A newly formed star some 500 light years away in the southern constellation of Chamaeleon Complex is putting on quite a show.

The bright light from the star known as HD 97300 is reflecting off the cosmic clouds of dust particles that surround it, thus forming what is called a reflection nebula known as IC 2631. From Earth, that reflecting light appears as the swirling blue in this image from ESO’s La Silla Observatory in Chile.

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HD 97300 is one of the youngest stars in the area but it is not alone. Take note of the dark nebulae in the image, suggesting the region is full of star-making material. Dark nebulae are so dense with gas and dust that they prevent the passage of background starlight.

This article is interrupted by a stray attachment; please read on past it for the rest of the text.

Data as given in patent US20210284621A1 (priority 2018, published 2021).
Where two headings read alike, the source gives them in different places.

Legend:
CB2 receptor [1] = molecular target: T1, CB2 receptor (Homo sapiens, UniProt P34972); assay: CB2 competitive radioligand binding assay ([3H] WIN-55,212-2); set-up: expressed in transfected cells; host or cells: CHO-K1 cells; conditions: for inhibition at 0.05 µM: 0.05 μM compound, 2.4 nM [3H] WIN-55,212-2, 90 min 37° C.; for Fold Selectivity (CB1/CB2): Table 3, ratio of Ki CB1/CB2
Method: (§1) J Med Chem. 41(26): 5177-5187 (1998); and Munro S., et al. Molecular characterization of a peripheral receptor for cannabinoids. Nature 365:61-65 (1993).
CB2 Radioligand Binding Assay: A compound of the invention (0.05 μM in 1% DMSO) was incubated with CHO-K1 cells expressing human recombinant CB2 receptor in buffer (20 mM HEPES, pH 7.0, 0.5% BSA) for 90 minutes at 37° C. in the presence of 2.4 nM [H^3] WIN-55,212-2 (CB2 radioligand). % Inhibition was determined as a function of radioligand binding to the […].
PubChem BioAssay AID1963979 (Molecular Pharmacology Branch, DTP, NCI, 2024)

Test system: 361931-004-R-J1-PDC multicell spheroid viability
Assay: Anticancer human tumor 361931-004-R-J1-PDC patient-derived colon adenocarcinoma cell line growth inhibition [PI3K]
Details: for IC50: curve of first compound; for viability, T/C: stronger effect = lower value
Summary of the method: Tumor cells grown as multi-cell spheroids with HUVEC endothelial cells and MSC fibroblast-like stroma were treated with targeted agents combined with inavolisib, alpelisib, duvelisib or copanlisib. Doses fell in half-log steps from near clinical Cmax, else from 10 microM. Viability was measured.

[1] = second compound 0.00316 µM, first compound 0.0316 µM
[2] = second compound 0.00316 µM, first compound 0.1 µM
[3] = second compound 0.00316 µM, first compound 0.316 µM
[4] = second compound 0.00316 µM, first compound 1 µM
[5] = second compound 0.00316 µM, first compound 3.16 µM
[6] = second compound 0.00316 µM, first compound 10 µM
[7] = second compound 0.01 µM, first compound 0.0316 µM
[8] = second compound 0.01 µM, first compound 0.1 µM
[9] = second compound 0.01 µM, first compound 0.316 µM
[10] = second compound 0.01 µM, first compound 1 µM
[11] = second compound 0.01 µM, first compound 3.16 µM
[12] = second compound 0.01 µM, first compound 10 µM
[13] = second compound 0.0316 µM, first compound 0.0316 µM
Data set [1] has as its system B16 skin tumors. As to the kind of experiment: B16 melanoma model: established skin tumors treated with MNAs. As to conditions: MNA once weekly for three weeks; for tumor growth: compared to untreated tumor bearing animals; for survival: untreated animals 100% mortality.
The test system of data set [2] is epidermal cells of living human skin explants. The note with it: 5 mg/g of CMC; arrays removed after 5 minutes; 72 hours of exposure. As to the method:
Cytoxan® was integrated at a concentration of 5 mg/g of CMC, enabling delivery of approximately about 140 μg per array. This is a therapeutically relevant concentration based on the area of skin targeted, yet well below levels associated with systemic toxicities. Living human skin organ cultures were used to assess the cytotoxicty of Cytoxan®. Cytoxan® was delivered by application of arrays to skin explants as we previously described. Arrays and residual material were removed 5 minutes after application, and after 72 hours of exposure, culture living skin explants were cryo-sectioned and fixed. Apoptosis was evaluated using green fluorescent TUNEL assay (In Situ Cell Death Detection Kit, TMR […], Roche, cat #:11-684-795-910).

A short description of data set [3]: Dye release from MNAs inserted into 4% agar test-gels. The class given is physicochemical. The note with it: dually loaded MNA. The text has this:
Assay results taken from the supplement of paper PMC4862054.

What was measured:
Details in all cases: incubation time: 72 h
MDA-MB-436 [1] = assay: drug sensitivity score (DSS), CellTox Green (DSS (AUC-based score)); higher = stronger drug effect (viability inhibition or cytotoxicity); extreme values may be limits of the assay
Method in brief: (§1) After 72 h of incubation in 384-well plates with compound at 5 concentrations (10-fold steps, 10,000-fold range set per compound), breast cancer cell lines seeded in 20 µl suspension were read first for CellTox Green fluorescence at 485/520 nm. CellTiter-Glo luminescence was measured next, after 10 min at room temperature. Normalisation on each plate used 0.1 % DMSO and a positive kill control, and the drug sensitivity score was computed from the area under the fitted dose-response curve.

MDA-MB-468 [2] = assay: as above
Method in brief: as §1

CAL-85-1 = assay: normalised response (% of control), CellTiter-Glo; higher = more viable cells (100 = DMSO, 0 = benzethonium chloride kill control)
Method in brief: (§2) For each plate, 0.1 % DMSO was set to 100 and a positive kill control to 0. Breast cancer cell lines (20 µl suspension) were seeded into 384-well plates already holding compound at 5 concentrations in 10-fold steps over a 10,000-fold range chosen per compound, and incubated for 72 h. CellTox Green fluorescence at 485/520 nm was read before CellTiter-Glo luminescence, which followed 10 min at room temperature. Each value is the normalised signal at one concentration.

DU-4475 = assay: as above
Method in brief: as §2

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While HD 97300 is bright, it isn’t all that big and its moment in the spotlight is not expected to last. In fact, it is called a T Tauri star, the youngest visible stage for relatively small stars. As these stars mature and reach adulthood, they will lose mass and shrink.